The topic this week for 52 Ancestors is “Where There’s a Will.”
John Strong Adams dangled out on the edge of a branch of our family tree, an orphan with no connection except to his wife. He married my 5th great-aunt, Sarah Eve, and worked for the husband of my 6th great-aunt, Christopher Cashel Fitzsimons. He came from Randalstown, County Antrim, Ireland and later worked as a commission merchant in Charleston, South Carolina. John Strong Adams and Sarah Eve were married in 1803 in Augusta, Georgia, and called their home “Adam and Eve’s Paradise.” It is said that he had beautiful handwriting and had excellent taste in literature. He died while visiting Randalstown with his wife in 1812 and a memorial to him in the family cemetery in Augusta, Georgia, said he was buried in his father’s grave in Randalstown.
But searches for more information about him and his family had not brought up much more than marriage or property records in Georgia and South Carolina and a line in a Belfast newspaper noting his death. I also had suspicions that he was somehow related to the Adams branch of our family tree: they were from the same county in Ireland, had places in that county in common, both he and descendants of my Adams family end up in Augusta, Georgia, and both marry into the Eve family.
Recently, I decided to click on the search button you find on a person’s page in Ancestry. I was pretty sure I had done this before, but to my surprise, a few results I had never seen popped up, including two entries for his will, one in Philadelphia County and one in New York County. Both list the correct people and place: his wife, Christopher Fitzsimons, property in Randalstown, and the will was created in Charleston, South Carolina.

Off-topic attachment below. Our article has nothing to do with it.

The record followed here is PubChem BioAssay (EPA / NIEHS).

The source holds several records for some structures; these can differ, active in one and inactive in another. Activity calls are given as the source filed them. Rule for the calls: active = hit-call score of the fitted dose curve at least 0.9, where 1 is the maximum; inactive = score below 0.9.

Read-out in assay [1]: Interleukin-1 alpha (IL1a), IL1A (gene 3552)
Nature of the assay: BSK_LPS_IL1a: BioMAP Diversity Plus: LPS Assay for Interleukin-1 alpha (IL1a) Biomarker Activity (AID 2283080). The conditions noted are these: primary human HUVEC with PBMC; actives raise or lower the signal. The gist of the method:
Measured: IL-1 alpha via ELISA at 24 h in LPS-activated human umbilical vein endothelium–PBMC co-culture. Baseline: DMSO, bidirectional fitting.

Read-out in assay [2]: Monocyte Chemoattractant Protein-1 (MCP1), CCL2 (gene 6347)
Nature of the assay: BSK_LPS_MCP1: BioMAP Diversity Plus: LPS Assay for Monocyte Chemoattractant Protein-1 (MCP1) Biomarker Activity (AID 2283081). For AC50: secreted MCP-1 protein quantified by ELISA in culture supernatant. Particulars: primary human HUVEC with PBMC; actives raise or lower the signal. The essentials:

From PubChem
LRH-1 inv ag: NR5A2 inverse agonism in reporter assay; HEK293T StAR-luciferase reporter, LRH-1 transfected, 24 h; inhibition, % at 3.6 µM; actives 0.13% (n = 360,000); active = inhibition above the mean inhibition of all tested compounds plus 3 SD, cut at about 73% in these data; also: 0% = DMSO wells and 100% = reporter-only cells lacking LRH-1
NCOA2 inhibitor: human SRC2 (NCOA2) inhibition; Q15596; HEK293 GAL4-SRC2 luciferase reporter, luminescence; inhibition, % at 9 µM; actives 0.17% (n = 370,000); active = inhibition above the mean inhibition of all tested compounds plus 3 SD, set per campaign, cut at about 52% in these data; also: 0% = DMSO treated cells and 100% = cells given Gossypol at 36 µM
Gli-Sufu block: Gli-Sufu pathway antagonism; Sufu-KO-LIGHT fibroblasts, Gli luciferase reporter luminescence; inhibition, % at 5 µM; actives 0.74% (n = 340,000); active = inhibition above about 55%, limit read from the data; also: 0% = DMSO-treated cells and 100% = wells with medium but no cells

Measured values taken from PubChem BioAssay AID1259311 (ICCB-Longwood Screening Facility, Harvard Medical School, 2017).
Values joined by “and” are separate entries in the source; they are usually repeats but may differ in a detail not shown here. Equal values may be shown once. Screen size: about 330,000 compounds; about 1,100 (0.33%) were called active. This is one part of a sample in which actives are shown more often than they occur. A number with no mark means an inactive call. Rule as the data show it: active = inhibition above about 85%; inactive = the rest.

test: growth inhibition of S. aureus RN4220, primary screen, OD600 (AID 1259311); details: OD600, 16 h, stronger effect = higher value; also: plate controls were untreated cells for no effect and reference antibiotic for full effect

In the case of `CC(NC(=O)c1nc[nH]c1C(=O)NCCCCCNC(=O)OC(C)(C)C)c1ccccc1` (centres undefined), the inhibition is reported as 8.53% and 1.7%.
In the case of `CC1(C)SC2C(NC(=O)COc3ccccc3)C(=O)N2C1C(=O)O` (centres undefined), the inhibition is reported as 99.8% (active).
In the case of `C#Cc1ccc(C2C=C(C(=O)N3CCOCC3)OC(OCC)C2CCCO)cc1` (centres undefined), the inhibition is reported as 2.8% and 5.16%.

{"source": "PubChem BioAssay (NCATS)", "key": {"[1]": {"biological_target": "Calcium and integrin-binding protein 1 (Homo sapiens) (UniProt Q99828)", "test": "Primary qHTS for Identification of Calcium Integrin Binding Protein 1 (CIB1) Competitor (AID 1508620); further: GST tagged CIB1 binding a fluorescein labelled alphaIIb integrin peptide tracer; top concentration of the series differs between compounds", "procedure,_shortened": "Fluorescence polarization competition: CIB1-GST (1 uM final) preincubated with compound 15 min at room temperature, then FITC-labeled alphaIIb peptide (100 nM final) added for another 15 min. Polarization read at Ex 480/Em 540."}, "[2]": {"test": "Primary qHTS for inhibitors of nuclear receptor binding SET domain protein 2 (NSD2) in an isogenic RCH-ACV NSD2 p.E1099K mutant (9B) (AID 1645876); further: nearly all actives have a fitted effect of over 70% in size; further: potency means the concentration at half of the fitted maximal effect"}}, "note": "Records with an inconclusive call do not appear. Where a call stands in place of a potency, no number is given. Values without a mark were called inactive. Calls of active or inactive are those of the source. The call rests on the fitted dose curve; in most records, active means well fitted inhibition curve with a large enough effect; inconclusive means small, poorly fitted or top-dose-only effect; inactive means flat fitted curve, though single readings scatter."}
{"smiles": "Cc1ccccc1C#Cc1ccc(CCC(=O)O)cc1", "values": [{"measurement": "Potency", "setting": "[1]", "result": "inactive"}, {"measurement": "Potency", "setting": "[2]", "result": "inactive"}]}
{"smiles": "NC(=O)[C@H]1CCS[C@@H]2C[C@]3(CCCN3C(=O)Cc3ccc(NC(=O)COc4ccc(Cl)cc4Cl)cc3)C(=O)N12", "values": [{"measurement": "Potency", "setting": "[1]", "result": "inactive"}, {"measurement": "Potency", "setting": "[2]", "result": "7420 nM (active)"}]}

Happiest of all, the will mentions his mother, Ann Adams, his sister, Ann Eliza, his brothers, James and Thomas, and his uncle, William Adams. Suddenly, John Strong Adams went from being an orphan to having several family members. It is a pleasure to see these additional branches in our tree.
The mention of his Uncle William is important because my Adams family relatives also have an Uncle William who lives in Randalstown. While this doesn’t absolutely prove the link between the families, it is a step in that direction.
It can also be surmised from the will, which was written in 1809, that his father had died before then as John leaves the property in Randalstown that was “bequeathed to [him] by [his] father” to his mother and sister.
In other items in the will, John leaves 1/3 of his estate, “real, personal and otherwise,” to his “dear and beloved wife Sarah Adams.” He also leaves all his household slaves to her as well as their household furniture. The rest of his property is to be put into trust by Christopher Fitzsimons and John Stoney and sold. The result of the sale is to benefit his mother and siblings equally. He leaves Christopher Fitzsimons his bookcase and all the books in it. He leaves John Stoney his “writing desk and all its apparatus.” He leaves his Uncle William his gold watch. Of these three men, John writes,
These trifling articles I do not give with any view of their value but as slight memorials of my affection for the last named persons with whose friendship I have been long honored[,] a friendship that constituted the pride and pleasure of my existence and which will cease to be felt only when I cease to live.
Even though the will answered some questions, more questions have come up:
- Who was John Strong Adams’ father and where were they buried?
- What happened to the property and money (1/3 of his estate) that John left to his wife, Sarah? Sarah’s sister, Emmaline Eve Smith, writes that Sarah lost it and spent her days sewing to support herself. How did she loose it?
- The documentation surrounding the will shows that the executors, Christopher Cashel Fitzsimons and John Stoney, decline to execute the will. Why did they decline?